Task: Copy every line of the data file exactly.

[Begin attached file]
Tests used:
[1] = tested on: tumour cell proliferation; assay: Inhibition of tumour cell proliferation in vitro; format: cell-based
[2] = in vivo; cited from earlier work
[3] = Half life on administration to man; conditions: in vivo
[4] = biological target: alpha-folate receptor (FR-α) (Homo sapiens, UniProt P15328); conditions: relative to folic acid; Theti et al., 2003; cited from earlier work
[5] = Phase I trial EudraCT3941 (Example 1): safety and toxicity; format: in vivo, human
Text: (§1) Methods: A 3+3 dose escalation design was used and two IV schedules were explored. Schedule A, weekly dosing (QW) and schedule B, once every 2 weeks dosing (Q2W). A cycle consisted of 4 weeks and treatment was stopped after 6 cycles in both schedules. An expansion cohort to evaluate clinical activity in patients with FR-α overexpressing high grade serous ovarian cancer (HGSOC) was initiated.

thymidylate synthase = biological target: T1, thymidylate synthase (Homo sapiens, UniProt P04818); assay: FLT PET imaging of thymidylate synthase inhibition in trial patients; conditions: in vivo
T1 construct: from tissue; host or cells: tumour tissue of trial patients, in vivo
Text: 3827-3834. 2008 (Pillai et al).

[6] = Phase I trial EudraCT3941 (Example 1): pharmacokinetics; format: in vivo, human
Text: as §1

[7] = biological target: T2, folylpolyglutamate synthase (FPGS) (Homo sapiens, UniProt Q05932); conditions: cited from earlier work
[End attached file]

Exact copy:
Tests used:
[1] = tested on: tumour cell proliferation; assay: Inhibition of tumour cell proliferation in vitro; format: cell-based
[2] = in vivo; cited from earlier work
[3] = Half life on administration to man; conditions: in vivo
[4] = biological target: alpha-folate receptor (FR-α) (Homo sapiens, UniProt P15328); conditions: relative to folic acid; Theti et al., 2003; cited from earlier work
[5] = Phase I trial EudraCT3941 (Example 1): safety and toxicity; format: in vivo, human
Text: (§1) Methods: A 3+3 dose escalation design was used and two IV schedules were explored. Schedule A, weekly dosing (QW) and schedule B, once every 2 weeks dosing (Q2W). A cycle consisted of 4 weeks and treatment was stopped after 6 cycles in both schedules. An expansion cohort to evaluate clinical activity in patients with FR-α overexpressing high grade serous ovarian cancer (HGSOC) was initiated.

thymidylate synthase = biological target: T1, thymidylate synthase (Homo sapiens, UniProt P04818); assay: FLT PET imaging of thymidylate synthase inhibition in trial patients; conditions: in vivo
T1 construct: from tissue; host or cells: tumour tissue of trial patients, in vivo
Text: 3827-3834. 2008 (Pillai et al).

[6] = Phase I trial EudraCT3941 (Example 1): pharmacokinetics; format: in vivo, human
Text: as §1

[7] = biological target: T2, folylpolyglutamate synthase (FPGS) (Homo sapiens, UniProt Q05932); conditions: cited from earlier work